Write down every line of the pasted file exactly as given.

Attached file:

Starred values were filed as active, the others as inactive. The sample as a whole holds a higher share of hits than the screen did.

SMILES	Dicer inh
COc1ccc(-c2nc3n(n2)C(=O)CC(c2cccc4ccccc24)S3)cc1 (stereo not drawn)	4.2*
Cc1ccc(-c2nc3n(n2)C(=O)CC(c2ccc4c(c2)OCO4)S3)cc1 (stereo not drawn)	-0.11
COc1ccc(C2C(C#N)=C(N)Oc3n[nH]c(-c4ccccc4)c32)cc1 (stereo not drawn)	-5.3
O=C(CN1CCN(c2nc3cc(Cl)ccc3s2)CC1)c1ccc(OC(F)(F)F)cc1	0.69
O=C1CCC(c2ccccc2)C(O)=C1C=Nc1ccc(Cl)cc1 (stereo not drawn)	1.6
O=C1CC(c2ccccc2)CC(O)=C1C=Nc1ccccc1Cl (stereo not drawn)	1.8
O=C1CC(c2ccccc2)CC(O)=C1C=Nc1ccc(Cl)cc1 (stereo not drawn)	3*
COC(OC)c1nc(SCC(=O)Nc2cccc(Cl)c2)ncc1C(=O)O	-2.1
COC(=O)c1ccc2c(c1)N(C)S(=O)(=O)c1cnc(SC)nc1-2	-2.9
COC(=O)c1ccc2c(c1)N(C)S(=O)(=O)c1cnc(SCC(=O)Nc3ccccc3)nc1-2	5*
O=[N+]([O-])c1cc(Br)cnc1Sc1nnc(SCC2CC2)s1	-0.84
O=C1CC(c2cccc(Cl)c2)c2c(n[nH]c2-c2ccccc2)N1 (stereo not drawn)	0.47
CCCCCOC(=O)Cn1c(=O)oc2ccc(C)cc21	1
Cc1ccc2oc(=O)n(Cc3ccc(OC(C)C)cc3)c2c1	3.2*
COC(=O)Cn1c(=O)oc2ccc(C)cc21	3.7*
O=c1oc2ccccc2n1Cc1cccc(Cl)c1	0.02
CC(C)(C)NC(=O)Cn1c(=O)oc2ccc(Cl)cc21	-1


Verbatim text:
Starred values were filed as active, the others as inactive. The sample as a whole holds a higher share of hits than the screen did.

SMILES	Dicer inh
COc1ccc(-c2nc3n(n2)C(=O)CC(c2cccc4ccccc24)S3)cc1 (stereo not drawn)	4.2*
Cc1ccc(-c2nc3n(n2)C(=O)CC(c2ccc4c(c2)OCO4)S3)cc1 (stereo not drawn)	-0.11
COc1ccc(C2C(C#N)=C(N)Oc3n[nH]c(-c4ccccc4)c32)cc1 (stereo not drawn)	-5.3
O=C(CN1CCN(c2nc3cc(Cl)ccc3s2)CC1)c1ccc(OC(F)(F)F)cc1	0.69
O=C1CCC(c2ccccc2)C(O)=C1C=Nc1ccc(Cl)cc1 (stereo not drawn)	1.6
O=C1CC(c2ccccc2)CC(O)=C1C=Nc1ccccc1Cl (stereo not drawn)	1.8
O=C1CC(c2ccccc2)CC(O)=C1C=Nc1ccc(Cl)cc1 (stereo not drawn)	3*
COC(OC)c1nc(SCC(=O)Nc2cccc(Cl)c2)ncc1C(=O)O	-2.1
COC(=O)c1ccc2c(c1)N(C)S(=O)(=O)c1cnc(SC)nc1-2	-2.9
COC(=O)c1ccc2c(c1)N(C)S(=O)(=O)c1cnc(SCC(=O)Nc3ccccc3)nc1-2	5*
O=[N+]([O-])c1cc(Br)cnc1Sc1nnc(SCC2CC2)s1	-0.84
O=C1CC(c2cccc(Cl)c2)c2c(n[nH]c2-c2ccccc2)N1 (stereo not drawn)	0.47
CCCCCOC(=O)Cn1c(=O)oc2ccc(C)cc21	1
Cc1ccc2oc(=O)n(Cc3ccc(OC(C)C)cc3)c2c1	3.2*
COC(=O)Cn1c(=O)oc2ccc(C)cc21	3.7*
O=c1oc2ccccc2n1Cc1cccc(Cl)c1	0.02
CC(C)(C)NC(=O)Cn1c(=O)oc2ccc(Cl)cc21	-1